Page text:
Signer of the Declaration of Independence from New Hampshire. Born in Ireland, his family emigrated to America in 1718. When their ship landed in Maine in mid-winter, the passengers had no place to live, so they remained aboard ship. In the spring, they decided to go to Worcester, Massachusetts, where young Matthew grew up and became a doctor through the time-honored tradition of studying with an established physician. After becoming a doctor himself, he moved to Londonderry, New Hampshire, where he set up a medical practice. There he remained a bachelor until age 46, when he married Hannah Jack, who was only 18. He and Hannah would have five children. In 1758, he was elected to the New Hampshire Legislature, representing his home of Londonderry. In 1771, he was appointed a judge. In early 1775, he was elected to the New Hampshire Provincial Congress, where after a speech denouncing England’s policies towards America, he won election as the body’s President. Thornton headed the committee that created New Hampshire’s constitution, and upon its adoption in January 1776, New Hampshire became the first of the original thirteen states to create a government independent of Britain. Thornton was elected to the Continental Congress in September 1776, and although the vote for independence was long past, he signed the Declaration as a New Hampshire delegate on November 4, 1776, the day he arrived in Philadelphia to take his seat. He was one of the last of the 56 men to sign the document. After serving in Congress for about a year, he returned to New Hampshire, where he worked as a judge until his late sixties, and served in the state legislature until he was nearly 75. Dr. Thornton then retired to his farm in Merrimack, New Hampshire, where he wrote political articles for the newspapers. While visiting his daughter in Massachusetts in 1803, he died there at the age of 89. (bio by: Kit and Morgan Benson)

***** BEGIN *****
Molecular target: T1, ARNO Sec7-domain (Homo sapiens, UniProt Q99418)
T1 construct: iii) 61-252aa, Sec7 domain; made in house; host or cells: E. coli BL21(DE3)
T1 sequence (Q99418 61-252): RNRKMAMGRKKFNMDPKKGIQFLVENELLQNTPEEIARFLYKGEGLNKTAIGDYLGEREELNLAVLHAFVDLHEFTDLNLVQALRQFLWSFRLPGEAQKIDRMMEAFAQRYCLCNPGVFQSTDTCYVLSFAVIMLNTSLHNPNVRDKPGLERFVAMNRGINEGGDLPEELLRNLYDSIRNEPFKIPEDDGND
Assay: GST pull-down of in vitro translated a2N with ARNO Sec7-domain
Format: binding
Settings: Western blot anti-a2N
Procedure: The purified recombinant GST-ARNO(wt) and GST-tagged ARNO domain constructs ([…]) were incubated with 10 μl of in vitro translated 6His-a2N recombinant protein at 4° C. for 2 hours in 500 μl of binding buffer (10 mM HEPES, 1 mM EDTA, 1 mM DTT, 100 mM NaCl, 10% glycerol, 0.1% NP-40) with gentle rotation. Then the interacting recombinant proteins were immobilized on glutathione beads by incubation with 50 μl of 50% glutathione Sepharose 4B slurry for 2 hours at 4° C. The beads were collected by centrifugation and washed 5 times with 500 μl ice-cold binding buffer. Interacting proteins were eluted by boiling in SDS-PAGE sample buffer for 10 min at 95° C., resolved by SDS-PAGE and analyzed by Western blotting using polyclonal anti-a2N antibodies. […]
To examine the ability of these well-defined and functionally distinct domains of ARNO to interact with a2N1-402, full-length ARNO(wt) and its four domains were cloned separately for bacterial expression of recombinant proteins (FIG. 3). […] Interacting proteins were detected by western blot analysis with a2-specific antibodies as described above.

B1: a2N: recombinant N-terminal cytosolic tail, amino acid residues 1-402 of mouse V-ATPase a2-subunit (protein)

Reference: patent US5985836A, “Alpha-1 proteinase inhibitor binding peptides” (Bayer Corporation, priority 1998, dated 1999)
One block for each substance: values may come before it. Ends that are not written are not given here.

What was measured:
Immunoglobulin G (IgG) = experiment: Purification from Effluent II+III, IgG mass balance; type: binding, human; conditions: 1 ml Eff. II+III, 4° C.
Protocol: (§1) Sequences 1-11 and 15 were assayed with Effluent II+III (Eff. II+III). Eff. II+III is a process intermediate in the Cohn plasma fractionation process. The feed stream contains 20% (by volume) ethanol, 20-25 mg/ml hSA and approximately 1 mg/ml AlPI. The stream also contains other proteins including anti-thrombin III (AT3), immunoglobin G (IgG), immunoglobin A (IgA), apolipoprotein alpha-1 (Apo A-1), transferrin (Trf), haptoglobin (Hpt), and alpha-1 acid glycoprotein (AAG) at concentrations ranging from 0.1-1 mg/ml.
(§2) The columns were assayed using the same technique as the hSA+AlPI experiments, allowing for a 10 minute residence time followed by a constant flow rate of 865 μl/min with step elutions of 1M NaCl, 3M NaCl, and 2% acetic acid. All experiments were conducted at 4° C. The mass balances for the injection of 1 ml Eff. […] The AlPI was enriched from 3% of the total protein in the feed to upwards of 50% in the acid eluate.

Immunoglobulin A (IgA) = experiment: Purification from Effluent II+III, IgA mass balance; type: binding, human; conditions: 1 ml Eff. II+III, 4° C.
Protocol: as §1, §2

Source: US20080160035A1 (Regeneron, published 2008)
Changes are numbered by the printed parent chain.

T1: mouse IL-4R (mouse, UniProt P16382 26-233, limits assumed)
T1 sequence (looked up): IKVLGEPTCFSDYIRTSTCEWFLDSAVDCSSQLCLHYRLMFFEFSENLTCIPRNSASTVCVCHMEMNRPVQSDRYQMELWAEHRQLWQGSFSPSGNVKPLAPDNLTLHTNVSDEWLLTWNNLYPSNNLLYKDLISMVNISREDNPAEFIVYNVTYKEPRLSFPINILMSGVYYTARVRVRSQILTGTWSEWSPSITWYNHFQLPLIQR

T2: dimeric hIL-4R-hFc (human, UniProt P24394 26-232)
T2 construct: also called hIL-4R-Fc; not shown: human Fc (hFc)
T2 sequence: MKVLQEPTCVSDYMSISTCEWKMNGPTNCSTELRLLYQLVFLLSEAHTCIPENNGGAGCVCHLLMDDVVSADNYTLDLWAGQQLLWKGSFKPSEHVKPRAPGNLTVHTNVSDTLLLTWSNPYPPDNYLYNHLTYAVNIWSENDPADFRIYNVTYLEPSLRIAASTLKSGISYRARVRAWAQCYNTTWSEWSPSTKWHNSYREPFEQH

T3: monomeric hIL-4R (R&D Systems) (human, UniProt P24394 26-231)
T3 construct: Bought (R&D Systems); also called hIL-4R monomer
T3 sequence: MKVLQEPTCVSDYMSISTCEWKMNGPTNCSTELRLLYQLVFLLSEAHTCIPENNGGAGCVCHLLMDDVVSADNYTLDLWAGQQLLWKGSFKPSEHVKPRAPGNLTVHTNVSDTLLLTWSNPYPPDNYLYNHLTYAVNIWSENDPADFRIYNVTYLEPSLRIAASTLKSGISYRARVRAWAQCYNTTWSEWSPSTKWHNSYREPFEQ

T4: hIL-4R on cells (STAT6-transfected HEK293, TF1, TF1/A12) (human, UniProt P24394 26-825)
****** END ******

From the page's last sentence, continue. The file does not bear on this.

Family links:
Parents:
James Thornton (____ - 1754)
Elizabeth Jenkins Thornton (1690 - 1741)

Spouse:
Hannah Jack Thornton (____ - 1786)

Children:
Mary Thornton Betton (____ - 1845)*

Sibling:
William Thornton (1713 - 1790)**
Matthew Thornton (1714 - 1803)

*Calculated relationship
**Half-sibling

Burial:
Thornton Graveyard
Merrimack
Hillsborough County
New Hampshire, USA

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Maintained by: Find A Grave
Record added: Apr 28, 1998
Find A Grave Memorial# 2813